Top Chinese Army officer assures Australia free navigation in South China Sea 'never a problem'

ABC News
Chen Zhuo

PHOTO: Brigadier Cameron Purdey greets Senior Colonel Wang Jingguo during the opening ceremony. (Supplied: Department of Defence)

Source: ABC News

Speaking in Canberra, People's Liberation Army Senior Colonel Wang Jingguo said it is up to Australia to decide whether its military wanted to challenge China's territorial claims in the strategic waterway.

"Actually — freedom of navigation exercises is not a problem, it has never been a problem in the South China Sea," Colonel Wang said.

"All countries have their rights that their aircrafts and their ships have the full rights and freedom of navigating in the South China Sea."

The rare public comments from Beijing's defence attache come just months after the ABC revealed Australian warships had been challenged by the Chinese military while transiting through the contested region towards Vietnam.

US and British warships have recently challenged Beijing's territorial claims in the South China Sea by sailing within 12 nautical miles of artificial islands, but to date the Australian Defence Force has resisted pressure to conduct similar patrols.

Colonel Wang has played down suggestions that relations with China would be damaged if Australia also conducted a "freedom of navigation" operation through the area.

"Australia is an independent country. It is for the Australian Government and its people to make its own decision whether to conduct this kind of freedom of navigation exercise in the South China Sea or not," he said.

Military activities begin with traditional welcome

Colonel Wang's South China Sea assurances were made as he helped launch Exercise Pandaroo, a series of adventure training activities held each year between the Australian Army and the People's Liberation Army.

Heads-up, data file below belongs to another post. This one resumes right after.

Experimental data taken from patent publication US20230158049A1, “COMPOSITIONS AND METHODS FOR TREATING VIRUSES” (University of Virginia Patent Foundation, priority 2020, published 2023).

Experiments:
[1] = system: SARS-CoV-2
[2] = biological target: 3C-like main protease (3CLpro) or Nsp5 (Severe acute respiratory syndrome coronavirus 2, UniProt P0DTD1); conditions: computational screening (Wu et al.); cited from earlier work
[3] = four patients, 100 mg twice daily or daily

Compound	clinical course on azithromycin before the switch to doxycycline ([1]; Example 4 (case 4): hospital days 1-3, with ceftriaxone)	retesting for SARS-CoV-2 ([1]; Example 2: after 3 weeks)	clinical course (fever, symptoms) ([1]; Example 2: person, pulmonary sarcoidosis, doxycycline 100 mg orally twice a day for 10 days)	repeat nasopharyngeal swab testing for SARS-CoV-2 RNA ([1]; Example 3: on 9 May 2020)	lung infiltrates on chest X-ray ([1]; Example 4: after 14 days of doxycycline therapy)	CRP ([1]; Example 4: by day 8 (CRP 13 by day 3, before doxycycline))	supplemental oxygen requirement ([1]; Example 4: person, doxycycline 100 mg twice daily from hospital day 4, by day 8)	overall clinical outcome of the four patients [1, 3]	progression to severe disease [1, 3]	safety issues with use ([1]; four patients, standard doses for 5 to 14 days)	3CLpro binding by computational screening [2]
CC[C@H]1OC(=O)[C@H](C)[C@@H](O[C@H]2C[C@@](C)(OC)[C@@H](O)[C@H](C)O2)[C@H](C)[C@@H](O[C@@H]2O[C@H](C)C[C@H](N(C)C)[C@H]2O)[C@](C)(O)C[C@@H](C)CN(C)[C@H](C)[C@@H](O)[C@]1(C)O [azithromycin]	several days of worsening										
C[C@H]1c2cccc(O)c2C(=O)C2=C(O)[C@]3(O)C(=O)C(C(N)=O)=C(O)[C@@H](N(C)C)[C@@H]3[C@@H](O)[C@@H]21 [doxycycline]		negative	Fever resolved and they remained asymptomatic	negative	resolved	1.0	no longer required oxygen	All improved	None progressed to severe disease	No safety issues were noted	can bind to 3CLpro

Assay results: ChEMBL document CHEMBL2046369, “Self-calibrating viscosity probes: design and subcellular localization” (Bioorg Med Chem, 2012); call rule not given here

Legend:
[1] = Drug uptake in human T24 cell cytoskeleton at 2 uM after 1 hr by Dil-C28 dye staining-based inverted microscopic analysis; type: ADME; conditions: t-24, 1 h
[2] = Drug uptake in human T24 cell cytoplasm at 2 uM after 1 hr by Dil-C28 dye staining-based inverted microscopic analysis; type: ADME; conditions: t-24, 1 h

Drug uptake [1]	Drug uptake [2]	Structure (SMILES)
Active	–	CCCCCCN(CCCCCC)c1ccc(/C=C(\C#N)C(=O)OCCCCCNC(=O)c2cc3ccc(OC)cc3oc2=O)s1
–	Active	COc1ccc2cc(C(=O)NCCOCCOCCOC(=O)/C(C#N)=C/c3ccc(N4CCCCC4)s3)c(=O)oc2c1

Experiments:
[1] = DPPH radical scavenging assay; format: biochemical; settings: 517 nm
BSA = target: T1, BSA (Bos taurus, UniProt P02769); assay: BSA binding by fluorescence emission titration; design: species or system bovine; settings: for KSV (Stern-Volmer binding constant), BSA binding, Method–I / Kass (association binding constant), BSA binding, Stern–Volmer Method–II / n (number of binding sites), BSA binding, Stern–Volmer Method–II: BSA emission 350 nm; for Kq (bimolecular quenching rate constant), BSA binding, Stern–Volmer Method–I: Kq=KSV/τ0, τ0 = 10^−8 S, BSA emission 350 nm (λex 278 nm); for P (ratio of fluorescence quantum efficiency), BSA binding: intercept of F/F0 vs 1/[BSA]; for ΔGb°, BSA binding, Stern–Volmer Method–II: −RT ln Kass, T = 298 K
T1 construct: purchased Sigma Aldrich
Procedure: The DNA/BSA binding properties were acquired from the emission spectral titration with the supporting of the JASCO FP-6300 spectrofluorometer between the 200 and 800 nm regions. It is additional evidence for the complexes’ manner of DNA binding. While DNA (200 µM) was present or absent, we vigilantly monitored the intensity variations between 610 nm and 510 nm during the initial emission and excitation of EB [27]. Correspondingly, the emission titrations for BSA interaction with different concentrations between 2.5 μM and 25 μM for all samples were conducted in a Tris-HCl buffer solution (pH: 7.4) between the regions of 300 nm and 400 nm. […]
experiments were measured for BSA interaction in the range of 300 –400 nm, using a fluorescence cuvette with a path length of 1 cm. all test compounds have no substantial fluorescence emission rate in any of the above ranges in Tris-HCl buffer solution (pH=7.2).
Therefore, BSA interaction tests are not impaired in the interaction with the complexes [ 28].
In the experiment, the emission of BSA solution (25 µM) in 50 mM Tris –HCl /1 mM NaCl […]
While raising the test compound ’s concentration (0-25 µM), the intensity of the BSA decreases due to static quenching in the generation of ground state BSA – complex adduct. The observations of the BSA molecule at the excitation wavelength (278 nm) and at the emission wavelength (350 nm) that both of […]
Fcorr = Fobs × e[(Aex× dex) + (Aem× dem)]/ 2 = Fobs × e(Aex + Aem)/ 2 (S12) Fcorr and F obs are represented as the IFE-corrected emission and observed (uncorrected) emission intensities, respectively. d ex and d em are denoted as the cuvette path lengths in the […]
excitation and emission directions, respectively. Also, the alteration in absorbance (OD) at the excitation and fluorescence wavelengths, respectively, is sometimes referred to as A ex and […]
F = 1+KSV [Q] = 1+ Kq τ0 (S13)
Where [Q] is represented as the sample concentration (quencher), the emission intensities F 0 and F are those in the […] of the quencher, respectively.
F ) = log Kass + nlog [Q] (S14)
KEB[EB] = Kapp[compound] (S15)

PHOTO: Personnel from the Australian Army and People's Liberation Army line up to receive a traditional smoke cleansing. (Supplied: Department of Defence)

Despite recent political tensions between Australia and China over claims of foreign interference, both nations have continued to maintain a much healthier military relationship.

"Military-to-military relationship is a very important part of state-to-state ties," Colonel Wang said.

Australian Army Major Terri King said Exercise Pandaroo was not aimed at de-escalating the recent strains between Canberra and Beijing.

"We're here to solidify the relationship between the young PLA and the young Australians, hoping to forge long-lasting relationships that will take us into the future where we might not need to actually worry about de-escalation too much," she said.

Earlier this month a Chinese warship was invited to Australia for the first time to take part in international war games known as Exercise Kakadu.

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